Bot Playtesting Toolkit v. 1.0 released!

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I am happy to announce that the Bot Playtesting Toolkit I’ve been working on has been released! There are tonnes of functionality included, and now the documentation is also in place.

The Bot Playtesting Toolkit (BPT) is a tool for board game designing. The idea is to complement human playtesting, focusing on the game experience, with computer-based playtesting focusing on quantitative data. Once you have a decent model of your game up and running, you can quickly run hundreds or thousands of games to get distribution of certain statistics or evaluate different changes to the game.

Below are screenshots from an example included in the 1.0 version of BPT, where the game No Thanks! is simulated.

Log messages when simulating No Thanks. The timestamps on the right show elapsed time in milliseconds.
Statistics for 10,000 games of No Thanks, run in 30 seconds. All four players (a–d) use the same strategy in this setup.

Some good things with the Bot Playtesting Toolkit

  • The project is open source. Feel free to use, study, share and improve the code. One way of contributing is to provide ideas (or indeed code improvements) in the project issue queue.
  • The project is based on Google spreadsheets. This makes it easy to get started, and it is also easy to both enter and modify massive amount of game data – such as data about cards or how hundreds of spaces on the game board are connected.
  • Your coding can focus on the game rules. To have bots playtesting your game you will need to code. But BPT provides both the large-scale frame and much of the details, which means that your coding will mostly focus on describing your game on game rules level. BPT will take care of adding the discard piles when shuffling decks, if a player has resources enough to build a city, and finding the shortest path to a space on the board. It will help you in writing special functions for the five special-case cards that should be handled in another way than all the others, and it will collect statistics from the simulated games and present them in a nice way.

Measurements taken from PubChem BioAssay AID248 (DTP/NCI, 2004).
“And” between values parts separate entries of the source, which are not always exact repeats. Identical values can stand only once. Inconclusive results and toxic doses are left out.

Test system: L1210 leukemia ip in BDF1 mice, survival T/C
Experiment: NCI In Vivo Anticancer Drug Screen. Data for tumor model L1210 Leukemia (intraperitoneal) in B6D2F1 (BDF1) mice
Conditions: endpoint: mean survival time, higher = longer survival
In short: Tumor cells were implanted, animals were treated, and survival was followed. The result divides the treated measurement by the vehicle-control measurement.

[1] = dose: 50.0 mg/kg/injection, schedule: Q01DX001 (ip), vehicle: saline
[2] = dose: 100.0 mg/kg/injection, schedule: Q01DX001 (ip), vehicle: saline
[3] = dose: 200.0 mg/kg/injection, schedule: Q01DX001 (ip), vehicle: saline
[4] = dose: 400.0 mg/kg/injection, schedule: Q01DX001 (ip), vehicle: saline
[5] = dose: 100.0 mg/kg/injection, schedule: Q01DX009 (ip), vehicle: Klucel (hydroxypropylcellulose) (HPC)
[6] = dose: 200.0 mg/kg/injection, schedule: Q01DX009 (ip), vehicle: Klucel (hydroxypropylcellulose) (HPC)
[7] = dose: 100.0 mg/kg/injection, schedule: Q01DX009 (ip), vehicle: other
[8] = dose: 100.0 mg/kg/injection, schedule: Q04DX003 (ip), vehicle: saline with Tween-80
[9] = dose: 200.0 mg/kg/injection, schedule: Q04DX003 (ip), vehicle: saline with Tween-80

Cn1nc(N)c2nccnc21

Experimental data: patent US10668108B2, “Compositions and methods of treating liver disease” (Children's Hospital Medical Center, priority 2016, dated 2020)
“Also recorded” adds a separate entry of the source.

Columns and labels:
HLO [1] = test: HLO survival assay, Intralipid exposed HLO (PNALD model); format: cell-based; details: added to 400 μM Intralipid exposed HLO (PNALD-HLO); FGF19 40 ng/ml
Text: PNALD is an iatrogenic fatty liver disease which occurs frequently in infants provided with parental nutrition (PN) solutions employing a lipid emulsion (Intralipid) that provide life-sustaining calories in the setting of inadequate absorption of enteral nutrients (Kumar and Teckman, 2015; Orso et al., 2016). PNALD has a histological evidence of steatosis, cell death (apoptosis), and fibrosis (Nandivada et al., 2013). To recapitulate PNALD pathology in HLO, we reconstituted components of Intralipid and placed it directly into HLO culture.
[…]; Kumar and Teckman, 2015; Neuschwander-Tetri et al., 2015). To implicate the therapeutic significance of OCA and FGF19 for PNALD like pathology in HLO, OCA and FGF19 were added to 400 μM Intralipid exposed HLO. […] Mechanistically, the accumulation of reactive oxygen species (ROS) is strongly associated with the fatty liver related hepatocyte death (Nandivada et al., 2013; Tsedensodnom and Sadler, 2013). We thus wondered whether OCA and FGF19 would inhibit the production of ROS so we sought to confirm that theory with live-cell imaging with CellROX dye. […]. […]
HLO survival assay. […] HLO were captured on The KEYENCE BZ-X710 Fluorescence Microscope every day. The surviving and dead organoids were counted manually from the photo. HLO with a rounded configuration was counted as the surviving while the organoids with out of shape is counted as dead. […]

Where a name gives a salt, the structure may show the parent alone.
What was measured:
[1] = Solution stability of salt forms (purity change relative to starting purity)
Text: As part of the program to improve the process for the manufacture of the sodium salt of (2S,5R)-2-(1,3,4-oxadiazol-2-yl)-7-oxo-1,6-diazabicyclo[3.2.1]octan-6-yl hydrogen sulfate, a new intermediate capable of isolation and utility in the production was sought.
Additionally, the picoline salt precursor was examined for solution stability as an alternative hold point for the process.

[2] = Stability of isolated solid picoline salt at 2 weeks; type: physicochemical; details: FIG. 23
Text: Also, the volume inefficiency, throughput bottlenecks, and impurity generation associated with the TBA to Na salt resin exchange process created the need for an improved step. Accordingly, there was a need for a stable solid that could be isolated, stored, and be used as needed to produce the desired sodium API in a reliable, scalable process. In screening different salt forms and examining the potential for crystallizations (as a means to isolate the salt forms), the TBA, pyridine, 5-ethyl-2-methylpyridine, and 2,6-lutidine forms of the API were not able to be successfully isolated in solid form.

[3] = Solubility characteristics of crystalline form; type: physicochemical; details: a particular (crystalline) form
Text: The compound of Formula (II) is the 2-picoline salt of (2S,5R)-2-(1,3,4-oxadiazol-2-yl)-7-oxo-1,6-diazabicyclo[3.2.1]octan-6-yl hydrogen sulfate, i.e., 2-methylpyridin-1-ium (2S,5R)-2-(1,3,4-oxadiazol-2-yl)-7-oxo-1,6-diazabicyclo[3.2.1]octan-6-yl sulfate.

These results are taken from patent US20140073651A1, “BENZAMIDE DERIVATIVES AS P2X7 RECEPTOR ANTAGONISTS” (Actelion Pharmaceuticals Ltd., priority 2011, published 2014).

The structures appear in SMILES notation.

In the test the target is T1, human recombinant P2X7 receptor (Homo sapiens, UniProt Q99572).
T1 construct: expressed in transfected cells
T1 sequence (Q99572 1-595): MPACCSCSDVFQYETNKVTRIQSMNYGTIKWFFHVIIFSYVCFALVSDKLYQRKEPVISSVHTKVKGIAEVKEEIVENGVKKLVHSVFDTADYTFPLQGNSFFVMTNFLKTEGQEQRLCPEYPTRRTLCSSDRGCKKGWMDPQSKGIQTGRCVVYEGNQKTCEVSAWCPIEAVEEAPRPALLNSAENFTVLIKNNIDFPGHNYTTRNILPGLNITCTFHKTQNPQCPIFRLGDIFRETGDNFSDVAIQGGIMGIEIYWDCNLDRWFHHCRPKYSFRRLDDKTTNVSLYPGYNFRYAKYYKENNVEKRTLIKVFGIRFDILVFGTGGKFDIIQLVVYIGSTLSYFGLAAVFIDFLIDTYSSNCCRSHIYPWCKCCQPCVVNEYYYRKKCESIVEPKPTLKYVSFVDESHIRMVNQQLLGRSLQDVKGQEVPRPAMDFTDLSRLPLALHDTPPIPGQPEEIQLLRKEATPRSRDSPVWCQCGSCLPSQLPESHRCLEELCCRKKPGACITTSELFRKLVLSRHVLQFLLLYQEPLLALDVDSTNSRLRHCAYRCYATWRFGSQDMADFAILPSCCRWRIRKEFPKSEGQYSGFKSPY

• Playing strategies are plug-ins. In order to playtest with bots, they need to have some strategy to follow. These strategies are written as plugins, which makes it easy to write several different strategies and see how they compare against each other – or have bots change to a different strategy when reaching the end-game.

Where can I learn more?

  • The project page for the Bot Playtesting Toolkit is a good start. It contains code, issue queue, documentation, and more.
  • There’s a special page in the documentation talking about when BPT shouldn’t be used, and also what the limitations are to bot playtesting.
  • If you want to try the Bot Playtesting Toolkit yourself, check out the documentation about using the toolkit.
  • If you want to see what the upcoming plans are, or want to ask questions or suggest ideas, head to the project issue queue. You will need a GitHub account (free) in order to post or comment on issues, but you can always start by reading.

The code and documentation for the Bot Playtesting Toolkit will be kept on GitHub, but I will write blog posts about the project here – talking about what’s happening and writing up tips and ideas of how to use the toolkit.

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Design Theory
Carla Kopp

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